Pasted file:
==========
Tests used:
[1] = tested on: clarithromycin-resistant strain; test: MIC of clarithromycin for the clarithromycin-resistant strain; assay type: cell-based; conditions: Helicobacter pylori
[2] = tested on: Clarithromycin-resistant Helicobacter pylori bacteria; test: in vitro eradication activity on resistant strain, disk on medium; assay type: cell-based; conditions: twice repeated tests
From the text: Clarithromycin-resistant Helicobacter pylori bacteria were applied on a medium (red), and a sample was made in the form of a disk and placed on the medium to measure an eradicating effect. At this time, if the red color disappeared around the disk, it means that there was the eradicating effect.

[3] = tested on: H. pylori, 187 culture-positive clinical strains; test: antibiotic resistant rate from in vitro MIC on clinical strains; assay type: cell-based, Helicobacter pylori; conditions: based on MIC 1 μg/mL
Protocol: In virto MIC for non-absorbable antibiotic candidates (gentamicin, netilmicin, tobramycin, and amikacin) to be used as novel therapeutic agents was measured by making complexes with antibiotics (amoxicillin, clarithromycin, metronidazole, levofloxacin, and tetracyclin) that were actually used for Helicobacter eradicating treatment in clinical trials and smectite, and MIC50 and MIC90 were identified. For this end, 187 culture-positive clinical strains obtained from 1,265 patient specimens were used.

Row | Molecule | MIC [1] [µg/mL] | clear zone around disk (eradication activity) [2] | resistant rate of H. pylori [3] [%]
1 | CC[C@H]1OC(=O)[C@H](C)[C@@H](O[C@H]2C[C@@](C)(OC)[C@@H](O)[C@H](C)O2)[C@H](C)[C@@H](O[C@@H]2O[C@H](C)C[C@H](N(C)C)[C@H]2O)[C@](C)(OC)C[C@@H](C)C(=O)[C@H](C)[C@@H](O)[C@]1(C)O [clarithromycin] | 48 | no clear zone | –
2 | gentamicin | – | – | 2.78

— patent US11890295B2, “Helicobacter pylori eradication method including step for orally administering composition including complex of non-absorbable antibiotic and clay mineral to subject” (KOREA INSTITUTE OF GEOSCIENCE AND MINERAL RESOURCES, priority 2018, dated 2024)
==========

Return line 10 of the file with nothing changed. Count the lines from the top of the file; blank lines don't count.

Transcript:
— patent US11890295B2, “Helicobacter pylori eradication method including step for orally administering composition including complex of non-absorbable antibiotic and clay mineral to subject” (KOREA INSTITUTE OF GEOSCIENCE AND MINERAL RESOURCES, priority 2018, dated 2024)